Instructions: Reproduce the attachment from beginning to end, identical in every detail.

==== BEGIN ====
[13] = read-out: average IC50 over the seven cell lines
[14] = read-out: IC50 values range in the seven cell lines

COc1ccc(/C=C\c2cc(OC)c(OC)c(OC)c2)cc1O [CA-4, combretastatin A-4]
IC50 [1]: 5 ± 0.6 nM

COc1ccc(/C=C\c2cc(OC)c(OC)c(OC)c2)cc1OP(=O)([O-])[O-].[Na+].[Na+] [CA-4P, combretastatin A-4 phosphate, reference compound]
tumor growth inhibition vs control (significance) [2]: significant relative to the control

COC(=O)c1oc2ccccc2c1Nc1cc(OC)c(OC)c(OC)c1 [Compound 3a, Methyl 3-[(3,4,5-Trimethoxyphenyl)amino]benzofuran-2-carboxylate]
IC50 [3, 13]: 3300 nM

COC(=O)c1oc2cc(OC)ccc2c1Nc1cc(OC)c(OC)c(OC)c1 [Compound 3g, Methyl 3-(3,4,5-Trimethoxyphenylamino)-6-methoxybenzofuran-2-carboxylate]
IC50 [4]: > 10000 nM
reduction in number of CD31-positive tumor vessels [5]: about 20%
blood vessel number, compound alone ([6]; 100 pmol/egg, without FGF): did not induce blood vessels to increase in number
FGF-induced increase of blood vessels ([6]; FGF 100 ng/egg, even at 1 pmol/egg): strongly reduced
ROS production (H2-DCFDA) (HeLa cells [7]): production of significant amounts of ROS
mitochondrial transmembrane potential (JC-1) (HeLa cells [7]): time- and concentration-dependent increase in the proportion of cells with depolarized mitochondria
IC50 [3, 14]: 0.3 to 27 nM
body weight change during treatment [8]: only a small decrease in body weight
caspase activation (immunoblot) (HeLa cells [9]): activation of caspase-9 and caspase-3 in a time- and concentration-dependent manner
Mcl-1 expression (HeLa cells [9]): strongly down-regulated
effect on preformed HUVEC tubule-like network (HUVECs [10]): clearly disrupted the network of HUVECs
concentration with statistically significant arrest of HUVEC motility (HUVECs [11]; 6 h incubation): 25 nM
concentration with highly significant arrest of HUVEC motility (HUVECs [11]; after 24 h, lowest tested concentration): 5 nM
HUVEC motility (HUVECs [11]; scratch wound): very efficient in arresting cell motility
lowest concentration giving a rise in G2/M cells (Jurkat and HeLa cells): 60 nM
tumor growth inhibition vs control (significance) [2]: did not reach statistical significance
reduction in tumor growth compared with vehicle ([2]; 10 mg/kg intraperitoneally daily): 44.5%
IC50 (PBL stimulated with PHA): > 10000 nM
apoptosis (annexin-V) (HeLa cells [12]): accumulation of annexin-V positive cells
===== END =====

[13] = read-out: average IC50 over the seven cell lines
[14] = read-out: IC50 values range in the seven cell lines

COc1ccc(/C=C\c2cc(OC)c(OC)c(OC)c2)cc1O [CA-4, combretastatin A-4]
IC50 [1]: 5 ± 0.6 nM

COc1ccc(/C=C\c2cc(OC)c(OC)c(OC)c2)cc1OP(=O)([O-])[O-].[Na+].[Na+] [CA-4P, combretastatin A-4 phosphate, reference compound]
tumor growth inhibition vs control (significance) [2]: significant relative to the control

COC(=O)c1oc2ccccc2c1Nc1cc(OC)c(OC)c(OC)c1 [Compound 3a, Methyl 3-[(3,4,5-Trimethoxyphenyl)amino]benzofuran-2-carboxylate]
IC50 [3, 13]: 3300 nM

COC(=O)c1oc2cc(OC)ccc2c1Nc1cc(OC)c(OC)c(OC)c1 [Compound 3g, Methyl 3-(3,4,5-Trimethoxyphenylamino)-6-methoxybenzofuran-2-carboxylate]
IC50 [4]: > 10000 nM
reduction in number of CD31-positive tumor vessels [5]: about 20%
blood vessel number, compound alone ([6]; 100 pmol/egg, without FGF): did not induce blood vessels to increase in number
FGF-induced increase of blood vessels ([6]; FGF 100 ng/egg, even at 1 pmol/egg): strongly reduced
ROS production (H2-DCFDA) (HeLa cells [7]): production of significant amounts of ROS
mitochondrial transmembrane potential (JC-1) (HeLa cells [7]): time- and concentration-dependent increase in the proportion of cells with depolarized mitochondria
IC50 [3, 14]: 0.3 to 27 nM
body weight change during treatment [8]: only a small decrease in body weight
caspase activation (immunoblot) (HeLa cells [9]): activation of caspase-9 and caspase-3 in a time- and concentration-dependent manner
Mcl-1 expression (HeLa cells [9]): strongly down-regulated
effect on preformed HUVEC tubule-like network (HUVECs [10]): clearly disrupted the network of HUVECs
concentration with statistically significant arrest of HUVEC motility (HUVECs [11]; 6 h incubation): 25 nM
concentration with highly significant arrest of HUVEC motility (HUVECs [11]; after 24 h, lowest tested concentration): 5 nM
HUVEC motility (HUVECs [11]; scratch wound): very efficient in arresting cell motility
lowest concentration giving a rise in G2/M cells (Jurkat and HeLa cells): 60 nM
tumor growth inhibition vs control (significance) [2]: did not reach statistical significance
reduction in tumor growth compared with vehicle ([2]; 10 mg/kg intraperitoneally daily): 44.5%
IC50 (PBL stimulated with PHA): > 10000 nM
apoptosis (annexin-V) (HeLa cells [12]): accumulation of annexin-V positive cells